Channel 4 fined over faked film

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CHANNEL 4 was fined yesterday for the first time in its broadcasting history after admitting that scenes in a documentary about rent boys were faked.

The Independent Television Commission imposed a pounds 150,000 penalty on the network for Too Much Too Young: Chickens, which contained sequences in which the film- makers posed as clients picking up rent boys.

When the deception was confirmed three weeks ago, Channel 4 made a public admission and blamed the film's independent producer, Mary Devine. Channel 4 said she would never work for the network again, and overhauled its programme-making guidelines.

It was this swift and decisive action, the commission said yesterday, that in part spared Channel 4 the sort of sanction imposed on Carlton Television for the faked drugs documentary The Connection. The latter had to pay pounds 2m after it was revealed that large sections of its award- winning film about an alleged new trafficking route between Colombia and London had been fabricated.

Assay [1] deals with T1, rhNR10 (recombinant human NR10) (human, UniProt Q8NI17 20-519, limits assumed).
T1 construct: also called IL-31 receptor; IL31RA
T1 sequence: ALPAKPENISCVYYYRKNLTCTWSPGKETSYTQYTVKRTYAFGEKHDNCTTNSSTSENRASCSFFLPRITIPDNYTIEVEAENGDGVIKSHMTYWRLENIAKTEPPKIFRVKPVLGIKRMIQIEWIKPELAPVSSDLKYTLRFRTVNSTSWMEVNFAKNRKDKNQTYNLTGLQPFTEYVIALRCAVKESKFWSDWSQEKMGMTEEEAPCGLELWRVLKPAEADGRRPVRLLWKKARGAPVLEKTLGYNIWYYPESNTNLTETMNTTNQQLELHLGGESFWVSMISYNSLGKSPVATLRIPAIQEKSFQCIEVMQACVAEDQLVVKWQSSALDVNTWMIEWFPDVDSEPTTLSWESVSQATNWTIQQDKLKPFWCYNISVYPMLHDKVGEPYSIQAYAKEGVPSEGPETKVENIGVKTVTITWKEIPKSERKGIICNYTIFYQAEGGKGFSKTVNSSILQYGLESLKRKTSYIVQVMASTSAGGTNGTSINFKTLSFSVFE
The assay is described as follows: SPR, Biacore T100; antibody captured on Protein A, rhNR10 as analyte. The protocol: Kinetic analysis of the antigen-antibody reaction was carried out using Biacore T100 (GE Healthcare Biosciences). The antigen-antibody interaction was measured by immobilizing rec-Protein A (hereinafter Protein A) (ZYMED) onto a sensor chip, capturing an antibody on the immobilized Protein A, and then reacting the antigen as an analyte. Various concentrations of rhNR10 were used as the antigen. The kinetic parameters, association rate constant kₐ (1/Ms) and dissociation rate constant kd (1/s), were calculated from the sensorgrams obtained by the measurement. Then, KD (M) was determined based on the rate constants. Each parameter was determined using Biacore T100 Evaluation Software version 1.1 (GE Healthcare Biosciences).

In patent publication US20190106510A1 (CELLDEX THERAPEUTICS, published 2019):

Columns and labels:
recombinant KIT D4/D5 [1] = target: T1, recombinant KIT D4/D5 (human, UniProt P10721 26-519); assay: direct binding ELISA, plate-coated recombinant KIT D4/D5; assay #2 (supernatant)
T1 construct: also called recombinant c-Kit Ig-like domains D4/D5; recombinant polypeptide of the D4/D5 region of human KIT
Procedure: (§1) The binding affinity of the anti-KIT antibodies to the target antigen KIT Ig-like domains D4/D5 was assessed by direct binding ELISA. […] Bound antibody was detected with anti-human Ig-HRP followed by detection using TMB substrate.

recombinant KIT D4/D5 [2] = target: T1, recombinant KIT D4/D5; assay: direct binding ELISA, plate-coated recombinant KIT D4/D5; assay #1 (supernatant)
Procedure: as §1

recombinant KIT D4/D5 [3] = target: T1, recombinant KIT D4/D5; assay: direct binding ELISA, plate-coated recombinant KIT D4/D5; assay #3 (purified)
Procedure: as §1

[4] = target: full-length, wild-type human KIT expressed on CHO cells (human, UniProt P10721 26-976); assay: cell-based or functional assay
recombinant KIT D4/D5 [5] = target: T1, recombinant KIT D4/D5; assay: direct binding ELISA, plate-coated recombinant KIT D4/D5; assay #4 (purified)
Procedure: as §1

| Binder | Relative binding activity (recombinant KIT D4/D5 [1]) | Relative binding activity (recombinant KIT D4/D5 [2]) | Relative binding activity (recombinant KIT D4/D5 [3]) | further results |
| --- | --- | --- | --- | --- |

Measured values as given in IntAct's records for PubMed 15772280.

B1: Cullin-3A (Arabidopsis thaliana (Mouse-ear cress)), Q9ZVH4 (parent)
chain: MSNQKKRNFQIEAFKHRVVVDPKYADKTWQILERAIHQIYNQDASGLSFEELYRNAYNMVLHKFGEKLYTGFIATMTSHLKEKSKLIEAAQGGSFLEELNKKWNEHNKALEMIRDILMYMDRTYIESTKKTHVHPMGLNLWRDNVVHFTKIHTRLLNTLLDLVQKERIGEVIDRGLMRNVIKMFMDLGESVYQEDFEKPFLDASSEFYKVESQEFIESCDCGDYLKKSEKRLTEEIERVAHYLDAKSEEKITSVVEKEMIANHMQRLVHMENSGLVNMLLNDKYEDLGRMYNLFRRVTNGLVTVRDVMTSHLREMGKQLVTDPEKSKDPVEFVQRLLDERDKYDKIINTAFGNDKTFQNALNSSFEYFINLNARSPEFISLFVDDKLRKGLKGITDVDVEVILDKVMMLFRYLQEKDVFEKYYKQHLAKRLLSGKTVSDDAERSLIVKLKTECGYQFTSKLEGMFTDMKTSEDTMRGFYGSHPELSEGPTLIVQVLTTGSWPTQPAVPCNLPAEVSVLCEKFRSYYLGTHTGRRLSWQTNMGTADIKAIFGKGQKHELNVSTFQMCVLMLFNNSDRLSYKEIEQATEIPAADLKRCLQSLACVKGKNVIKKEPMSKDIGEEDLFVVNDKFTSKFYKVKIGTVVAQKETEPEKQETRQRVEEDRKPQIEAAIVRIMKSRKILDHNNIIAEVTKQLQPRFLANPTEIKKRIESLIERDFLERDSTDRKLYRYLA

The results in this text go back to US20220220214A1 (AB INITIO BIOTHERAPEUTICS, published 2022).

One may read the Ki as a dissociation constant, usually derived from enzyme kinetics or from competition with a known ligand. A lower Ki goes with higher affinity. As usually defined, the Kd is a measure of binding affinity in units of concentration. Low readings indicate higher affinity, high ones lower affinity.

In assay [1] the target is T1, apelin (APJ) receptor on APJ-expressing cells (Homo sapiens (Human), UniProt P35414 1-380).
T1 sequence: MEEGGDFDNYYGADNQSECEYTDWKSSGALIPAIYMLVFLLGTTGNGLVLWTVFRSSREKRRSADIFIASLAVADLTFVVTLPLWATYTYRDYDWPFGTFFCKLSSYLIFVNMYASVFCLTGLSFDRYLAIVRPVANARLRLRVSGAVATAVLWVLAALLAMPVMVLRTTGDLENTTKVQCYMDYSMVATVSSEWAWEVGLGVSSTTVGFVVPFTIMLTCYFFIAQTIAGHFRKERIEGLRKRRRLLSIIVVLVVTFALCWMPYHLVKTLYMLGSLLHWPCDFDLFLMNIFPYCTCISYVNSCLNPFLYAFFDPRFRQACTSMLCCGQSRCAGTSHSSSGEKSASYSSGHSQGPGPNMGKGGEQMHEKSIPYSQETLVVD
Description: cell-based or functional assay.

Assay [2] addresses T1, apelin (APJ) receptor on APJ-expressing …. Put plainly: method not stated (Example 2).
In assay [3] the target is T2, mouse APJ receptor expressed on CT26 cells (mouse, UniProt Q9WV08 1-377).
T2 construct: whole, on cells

"The commission took into account that Channel 4 has responded firmly and appropriately when the full scale of the problem became known," the ITC said in a statement. "Although the breaches were serious and viewers were deceived, the incidents amounted to under three minutes of the half-hour programme. The rent boys were genuine and most of the film involved their reflections of life. The breaches and the extent of deception viewers were therefore not comparable with those in The Connection and the financial penalty reflects this."

However, Michael Jackson, Channel 4's chief executive, said he was disappointed by the fine. "The implication is that we failed in our duty to our audience, but Channel 4 is certain it did everything in its power, editorially and legally, to ensure the authenticity of this programme. Our procedures are robust ... but no procedures are proof against deliberate and organised deception."

Channel 4 is still in dispute with Nottingham City Council over a forthcoming programme called Staying Lost, a documentary about children in council care. The council is attempting to block the programme because it claims producers encouraged a young girl to pretend to be a prostitute and that they paid children to appear in the film.